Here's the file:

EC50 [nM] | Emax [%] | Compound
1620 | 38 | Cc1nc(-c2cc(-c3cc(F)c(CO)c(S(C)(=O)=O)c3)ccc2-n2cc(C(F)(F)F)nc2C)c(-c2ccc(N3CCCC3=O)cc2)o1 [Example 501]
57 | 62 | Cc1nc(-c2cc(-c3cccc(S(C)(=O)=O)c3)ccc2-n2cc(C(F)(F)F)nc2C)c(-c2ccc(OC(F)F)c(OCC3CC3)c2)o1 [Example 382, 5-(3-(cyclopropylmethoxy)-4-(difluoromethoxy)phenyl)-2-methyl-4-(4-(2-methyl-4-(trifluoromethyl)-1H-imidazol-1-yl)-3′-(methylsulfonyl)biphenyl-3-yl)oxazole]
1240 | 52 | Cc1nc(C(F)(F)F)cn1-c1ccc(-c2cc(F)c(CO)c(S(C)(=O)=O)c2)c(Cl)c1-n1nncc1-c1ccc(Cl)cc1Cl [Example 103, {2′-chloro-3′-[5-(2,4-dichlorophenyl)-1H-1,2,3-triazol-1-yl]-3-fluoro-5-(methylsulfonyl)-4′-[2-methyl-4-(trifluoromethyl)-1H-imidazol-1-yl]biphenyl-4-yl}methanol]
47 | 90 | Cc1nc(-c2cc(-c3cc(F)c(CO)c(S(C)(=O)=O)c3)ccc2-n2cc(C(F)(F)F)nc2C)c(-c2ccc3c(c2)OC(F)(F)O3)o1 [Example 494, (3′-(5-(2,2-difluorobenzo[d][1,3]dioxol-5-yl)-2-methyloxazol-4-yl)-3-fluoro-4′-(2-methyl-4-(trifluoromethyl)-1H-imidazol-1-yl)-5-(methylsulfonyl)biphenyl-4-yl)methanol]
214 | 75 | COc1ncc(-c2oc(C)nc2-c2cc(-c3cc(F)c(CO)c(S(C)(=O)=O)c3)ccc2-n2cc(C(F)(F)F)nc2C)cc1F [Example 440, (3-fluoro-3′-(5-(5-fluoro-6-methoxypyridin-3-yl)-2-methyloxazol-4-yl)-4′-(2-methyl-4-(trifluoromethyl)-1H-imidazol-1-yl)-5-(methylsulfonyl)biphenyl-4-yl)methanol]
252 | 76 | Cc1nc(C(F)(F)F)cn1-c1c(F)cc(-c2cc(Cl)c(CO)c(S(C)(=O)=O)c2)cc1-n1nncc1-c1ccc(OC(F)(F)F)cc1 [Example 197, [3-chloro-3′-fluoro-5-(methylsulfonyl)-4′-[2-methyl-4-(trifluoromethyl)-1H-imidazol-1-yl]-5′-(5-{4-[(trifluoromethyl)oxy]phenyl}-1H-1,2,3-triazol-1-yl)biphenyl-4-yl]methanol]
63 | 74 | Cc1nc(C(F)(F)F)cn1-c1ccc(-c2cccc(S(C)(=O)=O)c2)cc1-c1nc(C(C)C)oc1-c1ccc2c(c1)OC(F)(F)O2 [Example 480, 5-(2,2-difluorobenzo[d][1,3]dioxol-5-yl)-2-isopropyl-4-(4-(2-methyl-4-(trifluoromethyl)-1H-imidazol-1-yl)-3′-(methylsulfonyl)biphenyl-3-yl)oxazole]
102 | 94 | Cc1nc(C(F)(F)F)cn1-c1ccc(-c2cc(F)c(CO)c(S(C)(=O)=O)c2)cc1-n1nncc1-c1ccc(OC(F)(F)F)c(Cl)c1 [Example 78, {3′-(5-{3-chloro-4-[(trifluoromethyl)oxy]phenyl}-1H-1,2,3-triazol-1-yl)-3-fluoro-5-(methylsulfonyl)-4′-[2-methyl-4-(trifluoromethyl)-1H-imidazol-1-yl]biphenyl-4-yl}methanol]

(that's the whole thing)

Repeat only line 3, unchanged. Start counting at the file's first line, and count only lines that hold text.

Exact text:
57 | 62 | Cc1nc(-c2cc(-c3cccc(S(C)(=O)=O)c3)ccc2-n2cc(C(F)(F)F)nc2C)c(-c2ccc(OC(F)F)c(OCC3CC3)c2)o1 [Example 382, 5-(3-(cyclopropylmethoxy)-4-(difluoromethoxy)phenyl)-2-methyl-4-(4-(2-methyl-4-(trifluoromethyl)-1H-imidazol-1-yl)-3′-(methylsulfonyl)biphenyl-3-yl)oxazole]